26. Don’t wear flashy jewelry in public, especially dangling earrings.

27. Be wary of shady money changers in city streets that promise a better exchange rate. Better go to a bank directly or to a money changer in the mall.

28. Know how to spot fake Philippine currency.

29. A word of warning: 99% of cockroaches in the Philippines are capable of flight.

30. Do not point someone directly as it is considered rude. Instead use subtle gestures.

31. When receiving a gift, do not open it in the presence of the gift-giver. You may be regarded materialistic.

32. During informal gatherings, it is generally okay to arrive a bit late of the scheduled time. For formal/business meetings, observe timeliness.

33. After a business meeting, do not leave right away. Stay for some social conversation.

34. In the professional/business world, anyone of higher rank should be addressed as “sir” or “ma’am”. A first name basis suggests closeness or friendship.

35. Similarly, Filipinos greatly value their accomplishments through titles whether director, attorney, doctor.

36. Filipinos are not the most punctual bunch. If you are an employer, it might be a good idea to offer flexible working hours.

37. Filipinos can be very sensitive and can take the professional stuff personally so take it easy when reprimanding Filipino employees. They might end up not turning up for work the next day.

38. Filipinos are very emotional which could conflict with the Australian style of direct conversations. Filipinos hate confrontations and would rather resolve disputes without much commotion.

39. Giving public recognition fuels the Filipino spirit. A simple pat on the back for a job well done will go a long way.

40. Shaking hands is practiced just the same as with Western countries.

41. Saying “opo” is the polite way of saying “yes” to an elderly person or someone of a higher rank.

42. Learn to sing karaoke.

43. Learn how to play basketball. It is the favorite Filipino pastime.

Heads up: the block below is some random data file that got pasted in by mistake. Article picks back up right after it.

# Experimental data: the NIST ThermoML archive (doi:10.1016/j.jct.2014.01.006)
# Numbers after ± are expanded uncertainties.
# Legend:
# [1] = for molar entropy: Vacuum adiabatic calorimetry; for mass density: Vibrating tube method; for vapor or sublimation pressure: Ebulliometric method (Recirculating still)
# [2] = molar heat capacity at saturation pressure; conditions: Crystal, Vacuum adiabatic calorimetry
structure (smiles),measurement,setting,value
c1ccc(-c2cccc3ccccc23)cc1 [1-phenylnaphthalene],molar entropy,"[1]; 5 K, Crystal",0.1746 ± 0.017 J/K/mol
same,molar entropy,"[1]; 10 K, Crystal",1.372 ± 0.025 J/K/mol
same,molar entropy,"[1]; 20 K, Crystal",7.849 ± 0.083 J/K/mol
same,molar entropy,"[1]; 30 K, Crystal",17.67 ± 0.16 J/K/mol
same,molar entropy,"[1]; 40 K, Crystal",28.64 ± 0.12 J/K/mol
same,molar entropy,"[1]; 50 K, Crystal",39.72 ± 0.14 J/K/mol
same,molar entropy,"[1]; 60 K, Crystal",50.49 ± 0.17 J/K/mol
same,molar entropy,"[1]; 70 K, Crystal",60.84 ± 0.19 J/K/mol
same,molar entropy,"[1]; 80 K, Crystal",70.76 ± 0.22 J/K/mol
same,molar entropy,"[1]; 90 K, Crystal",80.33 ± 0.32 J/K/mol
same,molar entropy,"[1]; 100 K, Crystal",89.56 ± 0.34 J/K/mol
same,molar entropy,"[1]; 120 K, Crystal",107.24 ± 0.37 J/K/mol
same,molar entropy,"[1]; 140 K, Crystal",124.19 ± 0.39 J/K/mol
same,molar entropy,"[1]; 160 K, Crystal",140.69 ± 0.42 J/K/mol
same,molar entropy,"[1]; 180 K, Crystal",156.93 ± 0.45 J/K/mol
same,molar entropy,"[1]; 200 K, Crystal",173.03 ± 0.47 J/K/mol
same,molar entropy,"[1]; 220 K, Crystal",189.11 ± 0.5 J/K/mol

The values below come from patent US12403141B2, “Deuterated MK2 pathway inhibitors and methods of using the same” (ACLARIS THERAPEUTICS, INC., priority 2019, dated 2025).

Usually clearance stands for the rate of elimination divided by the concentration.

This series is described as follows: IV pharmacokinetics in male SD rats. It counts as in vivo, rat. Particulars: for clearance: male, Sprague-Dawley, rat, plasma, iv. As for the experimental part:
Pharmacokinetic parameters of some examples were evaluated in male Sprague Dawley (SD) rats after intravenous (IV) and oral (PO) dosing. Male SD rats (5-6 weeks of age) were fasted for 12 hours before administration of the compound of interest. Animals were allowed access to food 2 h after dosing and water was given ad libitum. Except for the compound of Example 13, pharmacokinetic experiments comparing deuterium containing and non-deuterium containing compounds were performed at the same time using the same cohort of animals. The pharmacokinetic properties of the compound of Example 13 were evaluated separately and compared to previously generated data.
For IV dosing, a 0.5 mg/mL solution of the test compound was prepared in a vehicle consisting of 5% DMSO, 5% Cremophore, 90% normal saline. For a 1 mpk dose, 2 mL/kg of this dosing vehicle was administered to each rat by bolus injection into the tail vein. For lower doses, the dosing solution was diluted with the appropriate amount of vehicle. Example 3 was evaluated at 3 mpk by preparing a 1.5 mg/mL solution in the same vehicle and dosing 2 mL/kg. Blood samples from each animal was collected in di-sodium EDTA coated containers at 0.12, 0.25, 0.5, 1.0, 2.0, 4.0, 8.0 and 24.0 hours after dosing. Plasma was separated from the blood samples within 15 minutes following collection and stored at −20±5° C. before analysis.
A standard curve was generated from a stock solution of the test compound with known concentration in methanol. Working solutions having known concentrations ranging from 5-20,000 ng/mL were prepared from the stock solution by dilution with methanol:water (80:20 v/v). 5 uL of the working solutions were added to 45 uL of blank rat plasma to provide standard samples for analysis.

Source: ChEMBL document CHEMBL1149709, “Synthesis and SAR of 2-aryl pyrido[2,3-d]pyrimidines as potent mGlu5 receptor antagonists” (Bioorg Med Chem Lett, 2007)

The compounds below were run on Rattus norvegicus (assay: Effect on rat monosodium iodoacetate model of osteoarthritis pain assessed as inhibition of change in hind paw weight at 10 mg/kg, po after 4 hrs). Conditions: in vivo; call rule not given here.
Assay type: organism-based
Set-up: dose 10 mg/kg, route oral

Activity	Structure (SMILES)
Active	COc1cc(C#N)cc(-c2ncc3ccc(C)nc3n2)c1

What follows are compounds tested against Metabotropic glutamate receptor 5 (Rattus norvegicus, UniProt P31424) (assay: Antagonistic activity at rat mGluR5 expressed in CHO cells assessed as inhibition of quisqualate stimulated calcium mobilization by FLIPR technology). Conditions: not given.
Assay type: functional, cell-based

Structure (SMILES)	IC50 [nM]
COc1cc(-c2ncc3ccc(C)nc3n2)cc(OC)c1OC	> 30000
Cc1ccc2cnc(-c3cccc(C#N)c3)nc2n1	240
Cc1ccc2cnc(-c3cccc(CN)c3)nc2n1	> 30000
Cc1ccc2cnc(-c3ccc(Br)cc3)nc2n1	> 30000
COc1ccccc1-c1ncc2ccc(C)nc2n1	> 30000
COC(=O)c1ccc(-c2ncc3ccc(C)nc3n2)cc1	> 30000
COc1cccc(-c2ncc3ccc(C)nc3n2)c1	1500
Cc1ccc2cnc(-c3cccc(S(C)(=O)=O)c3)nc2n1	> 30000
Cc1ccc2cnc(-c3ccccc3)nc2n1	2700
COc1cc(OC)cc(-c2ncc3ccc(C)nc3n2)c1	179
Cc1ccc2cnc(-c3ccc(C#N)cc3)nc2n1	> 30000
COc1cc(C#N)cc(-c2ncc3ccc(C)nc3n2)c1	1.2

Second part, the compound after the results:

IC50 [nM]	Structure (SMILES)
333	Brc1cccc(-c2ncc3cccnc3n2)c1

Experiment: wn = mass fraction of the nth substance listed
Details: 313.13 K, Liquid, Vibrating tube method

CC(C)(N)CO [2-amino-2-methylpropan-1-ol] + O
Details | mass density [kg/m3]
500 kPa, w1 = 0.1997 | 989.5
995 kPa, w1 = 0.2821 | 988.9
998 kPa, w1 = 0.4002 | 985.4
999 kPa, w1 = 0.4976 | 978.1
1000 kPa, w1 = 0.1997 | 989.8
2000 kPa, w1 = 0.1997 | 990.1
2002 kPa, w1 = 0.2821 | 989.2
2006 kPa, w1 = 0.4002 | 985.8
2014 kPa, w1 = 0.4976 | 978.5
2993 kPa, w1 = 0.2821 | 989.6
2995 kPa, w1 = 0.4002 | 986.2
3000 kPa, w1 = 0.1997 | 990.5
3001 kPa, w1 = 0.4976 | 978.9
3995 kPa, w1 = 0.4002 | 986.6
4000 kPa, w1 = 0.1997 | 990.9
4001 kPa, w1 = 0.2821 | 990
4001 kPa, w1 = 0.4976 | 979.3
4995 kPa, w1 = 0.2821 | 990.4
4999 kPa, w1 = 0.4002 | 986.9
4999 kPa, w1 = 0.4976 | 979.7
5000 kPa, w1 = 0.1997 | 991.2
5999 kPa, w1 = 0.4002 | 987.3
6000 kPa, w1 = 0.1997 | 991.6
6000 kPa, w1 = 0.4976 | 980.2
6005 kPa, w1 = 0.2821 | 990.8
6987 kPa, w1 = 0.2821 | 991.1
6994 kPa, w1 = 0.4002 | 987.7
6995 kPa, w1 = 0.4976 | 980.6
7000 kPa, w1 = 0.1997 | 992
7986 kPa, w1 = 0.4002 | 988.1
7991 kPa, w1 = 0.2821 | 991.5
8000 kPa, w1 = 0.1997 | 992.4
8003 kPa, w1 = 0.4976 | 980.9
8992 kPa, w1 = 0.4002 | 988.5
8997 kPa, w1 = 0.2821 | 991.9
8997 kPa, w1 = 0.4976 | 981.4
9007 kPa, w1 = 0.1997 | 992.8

44. When dining with Filipinos, you’ll notice that they are always wary of getting that last bite on the place so as not to look gluttonous. What you should do? Get that last piece and put it on a friend’s plate.

45. If you are eating, always offer to share.

46. Filipinos like to eat with their bare hands, especially seafood. So get rid of that spoon and fork and dig in.

47. Try balut (boiled duck egg with embryo intact) before you get coerce to try one.

48. When dining, it is better to finish the food and set the utensils parallel to each other on top of the plate in horizontal fashion. This means you are full and you are satisfied with the food that you had.

49. When eating, don’t stand or leave immediately after eating as this is considered bad manners. If you need to go to the toilet or somewhere else, excuse yourself.

50. Filipinos like to eat together so you will most likely get invited to eat. In some workplaces, people have lunch buddies which means that they always each lunch together as a group.

51. Learn how to haggle in public markets and stores.

52. If you want your meat cheap and fresh, go to wet markets just before the sun rises – fresh from the slaughterhouse. Same goes for fish.